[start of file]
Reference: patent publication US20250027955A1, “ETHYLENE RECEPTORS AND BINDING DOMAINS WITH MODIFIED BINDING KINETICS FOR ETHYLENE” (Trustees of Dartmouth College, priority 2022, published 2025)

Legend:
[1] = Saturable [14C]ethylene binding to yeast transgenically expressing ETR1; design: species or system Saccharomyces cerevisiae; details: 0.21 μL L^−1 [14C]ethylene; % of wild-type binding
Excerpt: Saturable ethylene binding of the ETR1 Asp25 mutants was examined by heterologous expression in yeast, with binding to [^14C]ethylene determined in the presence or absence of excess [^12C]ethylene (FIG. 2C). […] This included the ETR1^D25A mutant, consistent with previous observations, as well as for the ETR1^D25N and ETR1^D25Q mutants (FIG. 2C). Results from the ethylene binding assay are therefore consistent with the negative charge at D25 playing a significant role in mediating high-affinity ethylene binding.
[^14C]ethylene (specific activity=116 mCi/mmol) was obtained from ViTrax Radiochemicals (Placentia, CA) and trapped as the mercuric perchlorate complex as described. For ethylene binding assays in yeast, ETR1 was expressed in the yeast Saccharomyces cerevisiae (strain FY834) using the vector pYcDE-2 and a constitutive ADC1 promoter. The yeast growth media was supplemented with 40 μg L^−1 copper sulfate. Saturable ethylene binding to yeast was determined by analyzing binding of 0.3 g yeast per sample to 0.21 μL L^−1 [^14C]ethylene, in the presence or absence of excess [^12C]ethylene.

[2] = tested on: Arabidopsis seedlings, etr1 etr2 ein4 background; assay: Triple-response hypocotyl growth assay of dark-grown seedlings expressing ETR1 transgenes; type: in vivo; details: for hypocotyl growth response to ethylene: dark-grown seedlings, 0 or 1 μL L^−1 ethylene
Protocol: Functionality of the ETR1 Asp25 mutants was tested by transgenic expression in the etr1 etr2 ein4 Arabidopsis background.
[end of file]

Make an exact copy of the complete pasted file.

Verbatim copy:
Reference: patent publication US20250027955A1, “ETHYLENE RECEPTORS AND BINDING DOMAINS WITH MODIFIED BINDING KINETICS FOR ETHYLENE” (Trustees of Dartmouth College, priority 2022, published 2025)

Legend:
[1] = Saturable [14C]ethylene binding to yeast transgenically expressing ETR1; design: species or system Saccharomyces cerevisiae; details: 0.21 μL L^−1 [14C]ethylene; % of wild-type binding
Excerpt: Saturable ethylene binding of the ETR1 Asp25 mutants was examined by heterologous expression in yeast, with binding to [^14C]ethylene determined in the presence or absence of excess [^12C]ethylene (FIG. 2C). […] This included the ETR1^D25A mutant, consistent with previous observations, as well as for the ETR1^D25N and ETR1^D25Q mutants (FIG. 2C). Results from the ethylene binding assay are therefore consistent with the negative charge at D25 playing a significant role in mediating high-affinity ethylene binding.
[^14C]ethylene (specific activity=116 mCi/mmol) was obtained from ViTrax Radiochemicals (Placentia, CA) and trapped as the mercuric perchlorate complex as described. For ethylene binding assays in yeast, ETR1 was expressed in the yeast Saccharomyces cerevisiae (strain FY834) using the vector pYcDE-2 and a constitutive ADC1 promoter. The yeast growth media was supplemented with 40 μg L^−1 copper sulfate. Saturable ethylene binding to yeast was determined by analyzing binding of 0.3 g yeast per sample to 0.21 μL L^−1 [^14C]ethylene, in the presence or absence of excess [^12C]ethylene.

[2] = tested on: Arabidopsis seedlings, etr1 etr2 ein4 background; assay: Triple-response hypocotyl growth assay of dark-grown seedlings expressing ETR1 transgenes; type: in vivo; details: for hypocotyl growth response to ethylene: dark-grown seedlings, 0 or 1 μL L^−1 ethylene
Protocol: Functionality of the ETR1 Asp25 mutants was tested by transgenic expression in the etr1 etr2 ein4 Arabidopsis background.